Because you’re teaching from behind a computer screen, you need to make sure your energy and positivity comes through to your student. Creating a fun learning environment and energy will you’re your student feel more comfortable and help build their confidence. Also, if you’re teaching young students who have never had a foreign teacher before, you want to put them at ease and make them feel comfortable. Just because you’re teaching from behind a computer screen, it doesn’t mean you can’t create a bond!


4. Know Your Online Teaching Platform


There are many different online teaching platforms and programs used to teach ESL and connect you with students. It’s important to know your platform and be familiar with its tools before the lesson starts, so that you can best utilize the platform in lessons. Many programs have fun games and activities and special features included for you to use with your students.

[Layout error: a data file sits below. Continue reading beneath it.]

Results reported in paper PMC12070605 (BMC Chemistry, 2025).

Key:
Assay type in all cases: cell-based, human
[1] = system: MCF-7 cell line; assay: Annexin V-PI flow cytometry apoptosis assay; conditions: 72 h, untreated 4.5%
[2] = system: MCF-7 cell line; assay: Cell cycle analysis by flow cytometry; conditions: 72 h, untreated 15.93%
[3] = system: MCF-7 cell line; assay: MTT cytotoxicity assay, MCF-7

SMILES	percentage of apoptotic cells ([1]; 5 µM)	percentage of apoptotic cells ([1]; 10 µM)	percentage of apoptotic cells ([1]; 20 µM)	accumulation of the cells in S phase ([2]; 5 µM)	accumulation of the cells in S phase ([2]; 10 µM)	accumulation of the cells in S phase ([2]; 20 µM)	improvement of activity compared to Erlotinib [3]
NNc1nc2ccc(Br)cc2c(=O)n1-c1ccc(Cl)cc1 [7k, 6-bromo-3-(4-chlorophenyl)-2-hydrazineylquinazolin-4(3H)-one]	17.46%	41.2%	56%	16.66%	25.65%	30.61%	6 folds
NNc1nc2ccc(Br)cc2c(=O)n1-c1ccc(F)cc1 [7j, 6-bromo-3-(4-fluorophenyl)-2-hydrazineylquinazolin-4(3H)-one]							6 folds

5. Create a Quiet and Comfortable Teaching Space


When you teach online from home, it is important you have a quiet work area. Many teachers set up a "mini-classroom" area inside their house, which is a quiet space where they can set their computer up. You can set up a nice background or colorful map behind you, or stand next to a shelf with books and a globe to add some fun to your teaching area. Add your personality to it, without it being too distracting for the student. Whether you sit or stand is up to you, just make sure you can teach comfortably.





6. Be Professional and Prepared Before Your Online Lesson Starts